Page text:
Friday, 15 March 2013

Hope Not Hate ask if they should target UKIP

Hope Not Hate, the ostensibly anti-fascist campaign group, is wringing its hands over the rise of UKIP and is asking visitors to its website whether they should oppose UKIP even though in their own words "they are not a fascist or far right group".

What Hope Not Hate are effectively asking is should they abandon their their raison d'etre (look guys, a foreign word) and focus on opposing anyone who isn't on the far left - basically turn themselves into another clone of the ironically named far left fascist group, Unite Against Fascism.

There is a feedback form on their website for people to give their views.  If you do so, remember that Hope Not Hate do not target UKIP at the moment and don't believe the party is "far right" or fascist so don't go there ranting and giving them the false impression that we are a party of angry right wing nutters.  They are asking for opinions, not declaring war.

Here is my submission:
UKIP's opposition to mass immigration is based on maths, not racism or xenophobia. There aren't enough jobs and houses for the people who already live here so it is ridiculous to allow more people to move here until homelessness and joblessness is got under control.

UKIP's opposition to multiculturalism isn't down to racism or xenophobia, it's what is right for both the people already living here and people who move here from overseas. The causal racism of the 60s and 70s was clearly wrong but the expectation that immigrants would learn to speak English and attempt to integrate with society wasn't. Older generations of immigrants generally speak English, mix well with people outside of their own "community" and think of themselves as English rather than their "native" identity. Not speaking English or understanding and embracing our existing culture and values leads to voluntary segregation and prevents immigrants from becoming productive members of society.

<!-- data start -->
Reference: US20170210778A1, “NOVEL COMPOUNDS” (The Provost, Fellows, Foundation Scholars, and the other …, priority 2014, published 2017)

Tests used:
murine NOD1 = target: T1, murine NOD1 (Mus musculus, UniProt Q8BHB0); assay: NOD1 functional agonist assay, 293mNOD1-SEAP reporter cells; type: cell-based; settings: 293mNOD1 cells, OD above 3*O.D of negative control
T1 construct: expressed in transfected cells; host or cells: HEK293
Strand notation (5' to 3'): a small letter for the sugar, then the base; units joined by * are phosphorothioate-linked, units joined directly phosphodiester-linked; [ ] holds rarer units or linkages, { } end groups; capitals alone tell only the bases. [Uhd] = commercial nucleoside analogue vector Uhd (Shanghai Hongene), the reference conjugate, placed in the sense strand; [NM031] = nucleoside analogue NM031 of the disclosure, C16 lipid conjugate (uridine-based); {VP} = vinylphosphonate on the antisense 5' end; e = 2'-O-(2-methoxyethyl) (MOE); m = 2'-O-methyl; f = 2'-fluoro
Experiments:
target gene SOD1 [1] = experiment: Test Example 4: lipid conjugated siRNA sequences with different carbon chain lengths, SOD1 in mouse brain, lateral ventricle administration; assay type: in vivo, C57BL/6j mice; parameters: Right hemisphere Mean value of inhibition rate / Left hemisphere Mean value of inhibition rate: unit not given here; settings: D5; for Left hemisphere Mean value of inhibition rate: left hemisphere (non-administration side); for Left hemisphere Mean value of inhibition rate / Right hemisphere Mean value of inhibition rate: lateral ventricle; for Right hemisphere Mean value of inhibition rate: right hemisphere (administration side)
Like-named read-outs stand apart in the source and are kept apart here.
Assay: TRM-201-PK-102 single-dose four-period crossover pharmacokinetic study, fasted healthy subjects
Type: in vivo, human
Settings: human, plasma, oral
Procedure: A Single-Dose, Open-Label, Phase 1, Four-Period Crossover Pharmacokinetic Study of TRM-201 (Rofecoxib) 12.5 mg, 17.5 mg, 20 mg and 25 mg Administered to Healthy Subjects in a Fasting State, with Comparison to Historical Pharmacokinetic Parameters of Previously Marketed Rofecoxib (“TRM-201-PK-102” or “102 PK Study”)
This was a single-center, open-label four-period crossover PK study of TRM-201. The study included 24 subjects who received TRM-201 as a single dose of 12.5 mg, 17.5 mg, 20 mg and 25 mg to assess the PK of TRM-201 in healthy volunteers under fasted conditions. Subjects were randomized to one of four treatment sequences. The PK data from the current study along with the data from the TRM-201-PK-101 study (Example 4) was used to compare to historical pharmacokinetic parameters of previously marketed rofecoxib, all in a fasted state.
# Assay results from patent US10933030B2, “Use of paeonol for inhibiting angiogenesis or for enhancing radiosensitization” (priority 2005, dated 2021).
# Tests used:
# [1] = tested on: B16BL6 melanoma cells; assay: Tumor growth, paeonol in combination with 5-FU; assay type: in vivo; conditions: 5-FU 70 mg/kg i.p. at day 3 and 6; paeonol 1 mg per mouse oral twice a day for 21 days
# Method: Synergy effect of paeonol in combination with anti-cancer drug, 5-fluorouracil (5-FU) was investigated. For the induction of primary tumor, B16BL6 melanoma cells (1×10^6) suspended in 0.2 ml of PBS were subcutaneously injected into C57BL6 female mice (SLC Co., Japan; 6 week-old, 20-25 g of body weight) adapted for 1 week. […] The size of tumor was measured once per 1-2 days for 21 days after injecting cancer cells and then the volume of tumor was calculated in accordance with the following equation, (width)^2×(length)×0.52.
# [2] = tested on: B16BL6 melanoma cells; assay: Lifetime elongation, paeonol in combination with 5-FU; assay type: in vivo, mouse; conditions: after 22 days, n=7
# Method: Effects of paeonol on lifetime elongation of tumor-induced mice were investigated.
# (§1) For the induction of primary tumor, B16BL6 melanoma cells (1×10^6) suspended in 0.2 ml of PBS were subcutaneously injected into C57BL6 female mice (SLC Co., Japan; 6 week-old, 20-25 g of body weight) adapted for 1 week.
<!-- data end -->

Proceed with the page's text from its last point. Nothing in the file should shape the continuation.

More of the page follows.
Neither opposition to immigration or multiculturalism is about hate and division, it's about being fair to the people who already live in this country (regardless of whether they can trace their ancestry back to Alfred the Great or whether they arrived in the country last month) and building an inclusive society rather than one that is increasingly segregated along racial and religious lines.